Facebook will reveal at its F8 conference a new class of group bots that work inside Messenger group chats. These group bots can keep users informed about real-time news such as a sports games progress, e-commerce deliveries and more, according to three sources familiar with the development of the feature.
Facebook is already working with top chatbot makers to prepare for the launch. Facebook will open up APIs to allow more developers to start building group bots, too. When asked for comment, a Facebook spokesperson said we dont comment on rumors or speculation, but my sources confirm this is coming.
For example, a Messenger group of football fans could add a sports bot to their thread, where it could report score changes, big plays and other news from the game. Ane-commerce group bot could keep a group of coworkers informed about the status of their lunch delivery, letting them know that the order is being prepared and when it arrives.
Facebook Messenger already features sports news bots from media property theScore and the NBAs Sacramento Kings, plus food-delivery bots like those from Dominos. Soon they could be equipped to keep a whole group for friends in the know.
First, the group bots will act more like news tickers instead of trying to pretend to be a human discussion partner. Theyre not really chatbots as much as they are information bots as people wont be having the same back-and-forth conversations as they do with one-on-one chatbots.
Unripened AI technology and poor understanding of questions led many users to be disappointed with Facebooks chatbots. Facebooks head of Messenger David Marcus admitted at TechCrunch Disrupt that The problem was it got really overhyped, very, very quickly. The basic capabilities we provided at the time werent good enough to basically replace traditional app interfaces and experiences.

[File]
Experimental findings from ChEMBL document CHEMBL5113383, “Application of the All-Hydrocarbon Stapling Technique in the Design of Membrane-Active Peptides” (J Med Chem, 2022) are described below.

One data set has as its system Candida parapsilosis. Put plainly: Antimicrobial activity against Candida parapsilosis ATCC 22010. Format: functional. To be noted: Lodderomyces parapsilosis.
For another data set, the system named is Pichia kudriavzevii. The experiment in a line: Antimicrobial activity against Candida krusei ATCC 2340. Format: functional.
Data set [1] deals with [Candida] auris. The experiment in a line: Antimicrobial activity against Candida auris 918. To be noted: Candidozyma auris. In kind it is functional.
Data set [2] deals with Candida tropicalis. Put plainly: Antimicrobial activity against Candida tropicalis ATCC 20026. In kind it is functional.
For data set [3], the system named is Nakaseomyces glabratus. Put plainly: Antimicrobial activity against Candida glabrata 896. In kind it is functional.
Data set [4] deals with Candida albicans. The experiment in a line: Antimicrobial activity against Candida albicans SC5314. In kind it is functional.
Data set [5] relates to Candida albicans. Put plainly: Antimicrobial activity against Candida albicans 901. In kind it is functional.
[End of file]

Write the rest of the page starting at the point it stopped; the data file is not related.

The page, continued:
Since these group bots wont be the sole conversation partner, there will be less pressure on them to act human, and more opportunity for them to service a specific utility.
Second, their existence in group chats will provide a viral growth mechanism for bots, which dont have easy discovery channels already.
Currently, users have to type a bots name into Messengers search box to start a conversation with one. Theres no native way to browse for bots, so businesses have to either get the bots exact name drilled into peoples heads through marketing or get them to initiate a conversation with a bot through a Facebook News Feed ad. Thats led to the emergence of little-known third-party browsing options like Botlist.
With group bots, one user could add a bot to a thread, thereby exposing its existence to other friends in the group. Both particular bots and the whole bots platform could see a rise in recognition and audience, which might attract higher-profile developers and brands to build them.
Its still unclear how exactly users will find and add bots to threads. Facebook doesnt have a bot store or suggester, but perhaps more bot discovery options will be part of the slew of announcements slated for Facebooks big yearly F8 development conference on April 18th and 19th in San Jose. Well be there to confirm todays scoop and provide analysis of the rest of the news Facebook reveals.
While truly conversational AI will eventually rise to proficiency, Facebook is smart to refocus on group bot technology that can reliably solve real needs today.